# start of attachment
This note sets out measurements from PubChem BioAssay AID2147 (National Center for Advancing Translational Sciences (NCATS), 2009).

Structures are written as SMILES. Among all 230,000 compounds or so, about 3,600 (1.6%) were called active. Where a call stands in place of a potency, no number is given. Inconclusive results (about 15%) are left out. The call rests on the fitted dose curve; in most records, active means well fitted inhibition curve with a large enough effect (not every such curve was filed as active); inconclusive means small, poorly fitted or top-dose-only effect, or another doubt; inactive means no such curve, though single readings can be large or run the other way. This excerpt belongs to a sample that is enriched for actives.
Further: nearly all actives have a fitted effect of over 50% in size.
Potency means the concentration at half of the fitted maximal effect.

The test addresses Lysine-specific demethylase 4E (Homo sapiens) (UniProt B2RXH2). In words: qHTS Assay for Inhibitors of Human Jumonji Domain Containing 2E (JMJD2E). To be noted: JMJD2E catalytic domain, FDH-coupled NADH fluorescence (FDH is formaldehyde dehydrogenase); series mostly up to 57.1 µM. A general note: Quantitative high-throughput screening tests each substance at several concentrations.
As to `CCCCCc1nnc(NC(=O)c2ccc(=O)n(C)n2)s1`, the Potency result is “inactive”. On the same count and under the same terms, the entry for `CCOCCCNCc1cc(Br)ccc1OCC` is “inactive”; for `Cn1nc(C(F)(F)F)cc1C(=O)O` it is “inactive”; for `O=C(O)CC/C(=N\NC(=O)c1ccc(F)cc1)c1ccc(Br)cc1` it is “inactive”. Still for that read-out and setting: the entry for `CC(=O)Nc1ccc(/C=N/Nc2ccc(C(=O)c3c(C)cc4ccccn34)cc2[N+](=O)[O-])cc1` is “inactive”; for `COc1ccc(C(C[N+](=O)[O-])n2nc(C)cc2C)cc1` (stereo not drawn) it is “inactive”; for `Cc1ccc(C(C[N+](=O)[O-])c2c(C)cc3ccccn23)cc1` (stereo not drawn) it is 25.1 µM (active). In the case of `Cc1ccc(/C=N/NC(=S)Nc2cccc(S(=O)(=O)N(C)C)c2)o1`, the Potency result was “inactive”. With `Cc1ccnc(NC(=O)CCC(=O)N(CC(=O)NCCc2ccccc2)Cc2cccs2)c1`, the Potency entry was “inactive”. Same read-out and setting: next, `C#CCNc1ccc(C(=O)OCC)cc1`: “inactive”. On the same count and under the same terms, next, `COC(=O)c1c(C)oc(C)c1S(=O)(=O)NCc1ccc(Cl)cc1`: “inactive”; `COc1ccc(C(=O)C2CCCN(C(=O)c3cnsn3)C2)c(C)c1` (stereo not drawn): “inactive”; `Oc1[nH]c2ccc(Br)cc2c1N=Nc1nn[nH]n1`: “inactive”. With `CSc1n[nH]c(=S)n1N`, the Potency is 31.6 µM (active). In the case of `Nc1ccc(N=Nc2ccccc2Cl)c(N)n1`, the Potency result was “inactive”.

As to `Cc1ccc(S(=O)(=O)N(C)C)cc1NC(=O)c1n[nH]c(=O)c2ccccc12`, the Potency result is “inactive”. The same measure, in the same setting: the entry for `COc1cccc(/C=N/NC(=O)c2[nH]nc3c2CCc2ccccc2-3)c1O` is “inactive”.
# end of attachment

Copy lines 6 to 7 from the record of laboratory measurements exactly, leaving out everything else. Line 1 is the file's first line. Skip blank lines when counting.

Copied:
As to `CCCCCc1nnc(NC(=O)c2ccc(=O)n(C)n2)s1`, the Potency result is “inactive”. On the same count and under the same terms, the entry for `CCOCCCNCc1cc(Br)ccc1OCC` is “inactive”; for `Cn1nc(C(F)(F)F)cc1C(=O)O` it is “inactive”; for `O=C(O)CC/C(=N\NC(=O)c1ccc(F)cc1)c1ccc(Br)cc1` it is “inactive”. Still for that read-out and setting: the entry for `CC(=O)Nc1ccc(/C=N/Nc2ccc(C(=O)c3c(C)cc4ccccn34)cc2[N+](=O)[O-])cc1` is “inactive”; for `COc1ccc(C(C[N+](=O)[O-])n2nc(C)cc2C)cc1` (stereo not drawn) it is “inactive”; for `Cc1ccc(C(C[N+](=O)[O-])c2c(C)cc3ccccn23)cc1` (stereo not drawn) it is 25.1 µM (active). In the case of `Cc1ccc(/C=N/NC(=S)Nc2cccc(S(=O)(=O)N(C)C)c2)o1`, the Potency result was “inactive”. With `Cc1ccnc(NC(=O)CCC(=O)N(CC(=O)NCCc2ccccc2)Cc2cccs2)c1`, the Potency entry was “inactive”. Same read-out and setting: next, `C#CCNc1ccc(C(=O)OCC)cc1`: “inactive”. On the same count and under the same terms, next, `COC(=O)c1c(C)oc(C)c1S(=O)(=O)NCc1ccc(Cl)cc1`: “inactive”; `COc1ccc(C(=O)C2CCCN(C(=O)c3cnsn3)C2)c(C)c1` (stereo not drawn): “inactive”; `Oc1[nH]c2ccc(Br)cc2c1N=Nc1nn[nH]n1`: “inactive”. With `CSc1n[nH]c(=S)n1N`, the Potency is 31.6 µM (active). In the case of `Nc1ccc(N=Nc2ccccc2Cl)c(N)n1`, the Potency result was “inactive”.

As to `Cc1ccc(S(=O)(=O)N(C)C)cc1NC(=O)c1n[nH]c(=O)c2ccccc12`, the Potency result is “inactive”. The same measure, in the same setting: the entry for `COc1cccc(/C=N/NC(=O)c2[nH]nc3c2CCc2ccccc2-3)c1O` is “inactive”.